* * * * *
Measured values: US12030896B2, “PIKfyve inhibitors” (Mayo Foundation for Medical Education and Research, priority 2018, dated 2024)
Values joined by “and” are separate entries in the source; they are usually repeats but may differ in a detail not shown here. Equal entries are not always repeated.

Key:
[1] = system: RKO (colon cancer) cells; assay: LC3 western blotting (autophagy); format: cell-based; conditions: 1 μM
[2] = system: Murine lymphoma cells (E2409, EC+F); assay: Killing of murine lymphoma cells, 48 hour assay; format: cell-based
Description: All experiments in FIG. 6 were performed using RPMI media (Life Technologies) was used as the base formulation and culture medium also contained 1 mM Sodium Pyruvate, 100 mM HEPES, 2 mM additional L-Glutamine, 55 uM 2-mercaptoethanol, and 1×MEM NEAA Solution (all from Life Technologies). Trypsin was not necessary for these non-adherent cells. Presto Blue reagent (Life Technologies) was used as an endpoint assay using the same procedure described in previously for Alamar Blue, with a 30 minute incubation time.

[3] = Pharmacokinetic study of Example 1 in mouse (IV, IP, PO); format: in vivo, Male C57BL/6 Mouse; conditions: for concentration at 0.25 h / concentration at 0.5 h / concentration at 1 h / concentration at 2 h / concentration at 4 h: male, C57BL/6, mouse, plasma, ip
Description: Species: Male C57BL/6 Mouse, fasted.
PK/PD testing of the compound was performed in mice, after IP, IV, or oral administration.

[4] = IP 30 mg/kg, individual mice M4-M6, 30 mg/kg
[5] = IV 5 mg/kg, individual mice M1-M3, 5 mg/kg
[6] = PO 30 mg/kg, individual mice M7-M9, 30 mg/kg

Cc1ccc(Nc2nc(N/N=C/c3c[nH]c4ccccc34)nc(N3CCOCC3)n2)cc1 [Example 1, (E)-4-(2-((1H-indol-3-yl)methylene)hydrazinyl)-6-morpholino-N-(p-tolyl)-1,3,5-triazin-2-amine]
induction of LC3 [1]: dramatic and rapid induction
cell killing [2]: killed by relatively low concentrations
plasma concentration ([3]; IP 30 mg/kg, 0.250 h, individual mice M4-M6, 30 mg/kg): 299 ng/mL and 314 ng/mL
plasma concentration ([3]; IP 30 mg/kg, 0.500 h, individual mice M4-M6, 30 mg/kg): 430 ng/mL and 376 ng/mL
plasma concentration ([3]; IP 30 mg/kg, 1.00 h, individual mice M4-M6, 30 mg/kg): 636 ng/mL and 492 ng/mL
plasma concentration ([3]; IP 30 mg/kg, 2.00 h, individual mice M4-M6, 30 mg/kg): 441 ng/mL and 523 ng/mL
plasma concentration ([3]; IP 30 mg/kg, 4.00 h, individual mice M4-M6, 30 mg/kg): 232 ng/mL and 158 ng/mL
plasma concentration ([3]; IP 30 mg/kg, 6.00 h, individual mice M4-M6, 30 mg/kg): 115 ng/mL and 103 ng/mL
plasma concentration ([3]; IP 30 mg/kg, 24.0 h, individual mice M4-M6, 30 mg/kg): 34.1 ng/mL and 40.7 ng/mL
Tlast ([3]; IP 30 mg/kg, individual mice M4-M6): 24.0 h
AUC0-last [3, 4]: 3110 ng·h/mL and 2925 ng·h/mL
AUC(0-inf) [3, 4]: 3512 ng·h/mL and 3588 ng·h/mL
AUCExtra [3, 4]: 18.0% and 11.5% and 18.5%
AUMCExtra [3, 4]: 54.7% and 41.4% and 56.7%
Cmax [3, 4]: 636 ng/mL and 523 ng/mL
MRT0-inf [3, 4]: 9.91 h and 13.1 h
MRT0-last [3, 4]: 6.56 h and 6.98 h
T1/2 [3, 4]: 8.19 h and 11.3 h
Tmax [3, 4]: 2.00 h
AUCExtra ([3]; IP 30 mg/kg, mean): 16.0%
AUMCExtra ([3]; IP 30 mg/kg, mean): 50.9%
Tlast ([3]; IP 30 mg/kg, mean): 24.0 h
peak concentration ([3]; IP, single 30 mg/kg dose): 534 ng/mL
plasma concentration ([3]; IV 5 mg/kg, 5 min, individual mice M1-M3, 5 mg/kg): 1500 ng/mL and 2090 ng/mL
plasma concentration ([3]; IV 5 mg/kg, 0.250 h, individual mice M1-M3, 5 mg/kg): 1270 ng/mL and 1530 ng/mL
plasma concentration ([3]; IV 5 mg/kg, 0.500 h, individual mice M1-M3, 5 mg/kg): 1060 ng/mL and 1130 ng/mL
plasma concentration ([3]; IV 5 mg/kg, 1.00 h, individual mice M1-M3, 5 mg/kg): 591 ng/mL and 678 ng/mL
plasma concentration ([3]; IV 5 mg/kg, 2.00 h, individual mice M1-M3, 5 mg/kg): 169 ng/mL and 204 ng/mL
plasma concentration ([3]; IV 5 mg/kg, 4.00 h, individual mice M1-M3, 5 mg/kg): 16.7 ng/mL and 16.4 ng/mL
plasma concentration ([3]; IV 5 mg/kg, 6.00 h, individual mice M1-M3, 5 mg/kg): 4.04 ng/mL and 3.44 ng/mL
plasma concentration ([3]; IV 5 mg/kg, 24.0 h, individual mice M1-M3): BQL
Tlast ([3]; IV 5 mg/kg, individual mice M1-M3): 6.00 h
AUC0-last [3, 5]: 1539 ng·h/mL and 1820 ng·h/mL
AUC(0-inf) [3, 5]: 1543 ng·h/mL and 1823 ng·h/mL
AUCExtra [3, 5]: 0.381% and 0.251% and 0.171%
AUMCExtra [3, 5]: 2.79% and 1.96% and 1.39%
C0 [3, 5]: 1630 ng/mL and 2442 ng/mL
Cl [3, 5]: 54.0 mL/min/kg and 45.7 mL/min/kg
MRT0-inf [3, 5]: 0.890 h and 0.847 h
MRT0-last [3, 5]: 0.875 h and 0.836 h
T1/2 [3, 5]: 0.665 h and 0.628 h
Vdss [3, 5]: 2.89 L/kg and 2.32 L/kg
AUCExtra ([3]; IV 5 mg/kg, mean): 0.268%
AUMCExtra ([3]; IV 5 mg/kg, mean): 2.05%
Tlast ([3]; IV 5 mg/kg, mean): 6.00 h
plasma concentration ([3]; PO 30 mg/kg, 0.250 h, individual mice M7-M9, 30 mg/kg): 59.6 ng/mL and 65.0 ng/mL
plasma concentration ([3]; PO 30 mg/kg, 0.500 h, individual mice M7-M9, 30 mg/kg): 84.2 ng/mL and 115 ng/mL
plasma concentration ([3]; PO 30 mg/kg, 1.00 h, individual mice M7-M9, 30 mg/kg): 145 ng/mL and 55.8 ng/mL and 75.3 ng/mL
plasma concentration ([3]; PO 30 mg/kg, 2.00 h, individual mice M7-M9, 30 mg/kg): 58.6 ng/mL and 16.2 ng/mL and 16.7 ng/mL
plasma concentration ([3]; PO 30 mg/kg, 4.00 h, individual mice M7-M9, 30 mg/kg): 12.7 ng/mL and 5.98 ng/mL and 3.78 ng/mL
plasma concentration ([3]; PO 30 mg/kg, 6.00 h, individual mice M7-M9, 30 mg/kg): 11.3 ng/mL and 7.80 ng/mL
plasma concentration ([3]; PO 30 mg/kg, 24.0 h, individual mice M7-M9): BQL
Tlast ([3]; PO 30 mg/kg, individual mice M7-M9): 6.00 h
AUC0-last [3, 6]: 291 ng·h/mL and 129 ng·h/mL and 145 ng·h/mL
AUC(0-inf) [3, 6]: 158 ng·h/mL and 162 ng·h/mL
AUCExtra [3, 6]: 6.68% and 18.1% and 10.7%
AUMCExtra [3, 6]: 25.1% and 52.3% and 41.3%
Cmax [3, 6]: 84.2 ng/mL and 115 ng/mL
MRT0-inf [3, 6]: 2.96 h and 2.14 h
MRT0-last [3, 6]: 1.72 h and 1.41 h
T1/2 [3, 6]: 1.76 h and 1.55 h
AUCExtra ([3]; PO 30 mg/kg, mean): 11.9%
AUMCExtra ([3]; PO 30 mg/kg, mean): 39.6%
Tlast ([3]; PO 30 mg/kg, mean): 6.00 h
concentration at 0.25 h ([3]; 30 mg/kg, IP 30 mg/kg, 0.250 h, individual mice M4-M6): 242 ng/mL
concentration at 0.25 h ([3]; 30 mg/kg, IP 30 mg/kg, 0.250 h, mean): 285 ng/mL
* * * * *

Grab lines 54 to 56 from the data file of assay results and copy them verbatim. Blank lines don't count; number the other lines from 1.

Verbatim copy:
T1/2 [3, 5]: 0.665 h and 0.628 h
Vdss [3, 5]: 2.89 L/kg and 2.32 L/kg
AUCExtra ([3]; IV 5 mg/kg, mean): 0.268%